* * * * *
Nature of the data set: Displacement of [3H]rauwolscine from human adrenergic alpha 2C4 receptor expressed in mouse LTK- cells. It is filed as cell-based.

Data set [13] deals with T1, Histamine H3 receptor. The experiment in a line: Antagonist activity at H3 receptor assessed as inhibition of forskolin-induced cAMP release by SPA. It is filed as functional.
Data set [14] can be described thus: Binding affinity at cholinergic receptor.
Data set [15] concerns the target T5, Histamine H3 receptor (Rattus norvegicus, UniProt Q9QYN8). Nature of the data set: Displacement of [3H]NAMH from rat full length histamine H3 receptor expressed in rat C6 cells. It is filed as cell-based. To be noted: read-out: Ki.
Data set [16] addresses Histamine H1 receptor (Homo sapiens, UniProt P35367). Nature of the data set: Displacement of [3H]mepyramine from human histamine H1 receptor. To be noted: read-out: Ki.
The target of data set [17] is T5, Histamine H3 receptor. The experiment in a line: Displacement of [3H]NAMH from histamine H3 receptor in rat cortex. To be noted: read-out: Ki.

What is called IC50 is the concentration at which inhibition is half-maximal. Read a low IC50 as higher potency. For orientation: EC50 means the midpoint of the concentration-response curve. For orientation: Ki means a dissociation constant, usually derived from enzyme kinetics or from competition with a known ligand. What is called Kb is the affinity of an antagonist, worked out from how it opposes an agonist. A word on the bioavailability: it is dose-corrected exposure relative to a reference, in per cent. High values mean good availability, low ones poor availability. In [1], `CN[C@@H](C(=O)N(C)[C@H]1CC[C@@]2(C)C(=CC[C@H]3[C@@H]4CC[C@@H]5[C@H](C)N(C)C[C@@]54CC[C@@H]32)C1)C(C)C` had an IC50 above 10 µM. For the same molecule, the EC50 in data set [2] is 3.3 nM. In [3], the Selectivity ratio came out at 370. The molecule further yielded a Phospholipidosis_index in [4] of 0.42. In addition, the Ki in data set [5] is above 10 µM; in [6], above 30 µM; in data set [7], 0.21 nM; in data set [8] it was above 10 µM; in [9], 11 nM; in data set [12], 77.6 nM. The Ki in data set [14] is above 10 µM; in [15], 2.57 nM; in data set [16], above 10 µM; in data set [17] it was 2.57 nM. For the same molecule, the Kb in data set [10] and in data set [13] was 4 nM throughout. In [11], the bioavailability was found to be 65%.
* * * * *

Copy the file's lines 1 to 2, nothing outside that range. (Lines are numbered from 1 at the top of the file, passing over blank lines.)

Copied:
Nature of the data set: Displacement of [3H]rauwolscine from human adrenergic alpha 2C4 receptor expressed in mouse LTK- cells. It is filed as cell-based.

Data set [13] deals with T1, Histamine H3 receptor. The experiment in a line: Antagonist activity at H3 receptor assessed as inhibition of forskolin-induced cAMP release by SPA. It is filed as functional.